COOPER, ABRAHAM (1787-1868), English animal and battle painter, the son of a tobacconist, was born in London. At the age of thirteen he became an employé at Astley's amphitheatre, and was afterwards groom in the service of Sir Henry Meux. When he was twenty-two, wishing to possess a portrait of a favourite horse under his care, he bought a manual of painting, learned something of the use of oil-colours, and painted the picture on a canvas hung against the stable wall. His master bought it and encouraged him to continue in his efforts. He accordingly began to copy prints of horses, and was introduced to Benjamin Marshall, the animal painter, who took him into his studio, and seems to have introduced him to the Sporting Magazine, an illustrated periodical to which he was himself a contributor. In 1814 he exhibited his "Tam O'Shanter," and in 1816 he won a prize of £100 for his "Battle of Ligny." In 1817 he exhibited his "Battle of Marston Moor" and was made associate of the Academy, and in 1820 he was elected Academician. Cooper, although ill educated, was a clever and conscientious artist; his colouring was somewhat flat and dead, but he was a master of equine portraiture and anatomy, and had some antiquarian knowledge. He had a special fondness for Cavalier and Roundhead pictures.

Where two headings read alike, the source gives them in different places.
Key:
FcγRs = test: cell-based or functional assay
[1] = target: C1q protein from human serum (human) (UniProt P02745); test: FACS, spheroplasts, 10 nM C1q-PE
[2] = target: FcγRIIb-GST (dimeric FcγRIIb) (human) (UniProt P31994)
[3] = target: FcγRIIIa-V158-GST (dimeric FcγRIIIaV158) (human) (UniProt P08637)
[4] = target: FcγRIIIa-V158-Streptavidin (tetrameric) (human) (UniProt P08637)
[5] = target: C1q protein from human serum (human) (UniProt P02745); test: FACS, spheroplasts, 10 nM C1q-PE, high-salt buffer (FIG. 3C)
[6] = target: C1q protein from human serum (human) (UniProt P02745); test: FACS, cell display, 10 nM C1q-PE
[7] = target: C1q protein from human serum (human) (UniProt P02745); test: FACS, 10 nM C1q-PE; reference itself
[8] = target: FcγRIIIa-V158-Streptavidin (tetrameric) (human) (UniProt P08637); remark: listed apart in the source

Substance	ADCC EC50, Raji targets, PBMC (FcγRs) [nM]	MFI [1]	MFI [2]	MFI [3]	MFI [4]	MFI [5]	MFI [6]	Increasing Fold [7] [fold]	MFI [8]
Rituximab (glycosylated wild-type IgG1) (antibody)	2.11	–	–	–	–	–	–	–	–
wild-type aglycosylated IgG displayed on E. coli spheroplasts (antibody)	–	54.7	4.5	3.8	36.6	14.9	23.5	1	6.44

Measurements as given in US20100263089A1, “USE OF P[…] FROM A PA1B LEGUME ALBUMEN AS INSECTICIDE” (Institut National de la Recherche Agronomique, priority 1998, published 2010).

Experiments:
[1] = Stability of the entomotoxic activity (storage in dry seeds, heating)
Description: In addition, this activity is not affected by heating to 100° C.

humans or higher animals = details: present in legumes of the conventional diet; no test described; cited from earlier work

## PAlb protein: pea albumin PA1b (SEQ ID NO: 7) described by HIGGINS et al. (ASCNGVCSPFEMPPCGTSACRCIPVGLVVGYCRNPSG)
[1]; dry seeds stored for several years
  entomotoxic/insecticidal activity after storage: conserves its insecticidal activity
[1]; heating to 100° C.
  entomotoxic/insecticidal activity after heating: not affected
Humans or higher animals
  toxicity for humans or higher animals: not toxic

Note - this article incorporates content from Encyclopaedia Britannica, Eleventh Edition, (1910-1911)